Rathin: I’m an undocumented student, so my application process is slightly different easier than the process for international students. However, the process for international and undocumented students alike is still incredibly difficult. Many schools that are need-blind to US citizens and permanent residents are not need-blind for us. This makes the admissions process extremely selective because we need aid to attend these schools. With this in mind, I applied to a large number of schools (25) in the hope that I would be accepted to at least one. This is the major difference when comparing a domestic low-income student and an international low-income student, and I have spent the majority of my senior year worrying about my applications because of the disadvantage of asking for financial aid as an international.
As far as specific differences go, I have had to fill out a multitude of financial aid forms because of my undocumented status. I have also had to contact several schools directly about my status, as many schools don’t list their policies on accepting undocumented students on their websites.
What's some advice you'd like to give the juniors applying for CPS this year?
Ana: Revise! Revise! Revise! You can ask teachers, counselor, or students in the Class of 2016 Questbridge Facebook group to help you edit your essays. It’s always good to get a second pair of eyes to read over your essay for more ideas, grammar corrections, etc. But do not let their suggestions change your voice, or what you’re trying to convey.
Do not procrastinate. Really, you do not want to be rushing last minute to submit your application, give yourself plenty of time to finish.
Ask for your letter of recommendation if you still haven’t, make sure to provide your teacher a resume or a brag sheet so he/she can talk about your accomplishments, and involvement in and out of school. Make sure you choose your teacher well.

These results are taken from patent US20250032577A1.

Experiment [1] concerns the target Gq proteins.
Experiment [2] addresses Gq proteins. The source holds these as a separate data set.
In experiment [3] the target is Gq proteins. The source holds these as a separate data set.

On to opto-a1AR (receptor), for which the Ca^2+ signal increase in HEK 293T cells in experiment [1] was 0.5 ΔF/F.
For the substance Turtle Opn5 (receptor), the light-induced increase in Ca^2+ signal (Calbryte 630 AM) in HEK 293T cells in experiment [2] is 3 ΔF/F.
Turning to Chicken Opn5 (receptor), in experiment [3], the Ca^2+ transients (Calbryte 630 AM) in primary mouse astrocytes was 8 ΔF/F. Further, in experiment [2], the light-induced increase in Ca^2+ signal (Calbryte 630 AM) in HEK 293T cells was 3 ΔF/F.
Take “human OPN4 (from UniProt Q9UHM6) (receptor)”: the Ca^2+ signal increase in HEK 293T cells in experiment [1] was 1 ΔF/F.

If you have extenuating circumstances, there’s space for you to explain, use it! But know how to differentiate an excuse with a reason.
Always save your essays, even your short responses. Technical glitches can happen, so there’s a chance you could lose your info.
If you don’t get chosen, don’t be discouraged. Cry, scream, buy frozen yogurt, but move on. Think of this as a learning experience. The fact that you completed the Questbridge application is an accomplishment in itself, which will help you tons as August nears.
Lin: One piece of advice I would give to juniors now is to ask other Questies to proofread and edit your essay. For CPS, I was deathly afraid of being judged because my essay included some personal stuff, so I only let my English teacher edit it. But for NCM, I actually asked over a dozen Questies to edit it, and it's awfully amazing how much support and help I've received from them. Not only do they see things I don't see in my essays and provide me with awesome ideas, Questies and I can easily form connections since we've all faced similar adversities. After application season, I even posted my essay in the Questbridge support group, and they're not lying when they say it's a support group. I received almost a hundred likes on my essay, dozens of comments, and my inbox was flooded by people who were able to connect with my stories. I loved it, and at that moment, I knew I wasn't alone, and never was I alone.
Rathin: Stay positive. If you put your all into your applications, something good will happen. This is especially important for international applicants.
This is just an opportunity. You can choose to take it or not. It's up to you. But if you do, know that we’ll be here to answer any questions you have and help you through the process. (Just comment below, or e-mail us). There is also a group dedicated to help out future applicants. Here is the link: https://www.facebook.com/groups/1410288575899977/
Interested now? Go apply: http://www.questbridge.org/for-students/cps-college-prep-scholarship
If you’re applying, I wish you the best of luck!
Contributions made by Lin Huang, Ana Yanes and Rathin Kacham
Written by Elizabeth Aguilar
More information can be provided by Elizabeth Aguilar, Odalis Flores, and Ana Yanes
Published: 12 March 2015
Last Updated: 12 March 2015
The college process can be extremely demanding and expensive, especially if you apply to a lot of colleges. Besides the tears of frustration you will shed (okay, I may be exaggerating… or not) as you try to craft your college essays, you will also have to spend some money to have those essays-- and the rest of your applications read by college admissions. Nothing in this life is free, but fortunately for you, there are ways to avoid those hefty fees.
I applied to 22 colleges, yet I spent $0. I am expert at avoiding fees, if I do say so myself.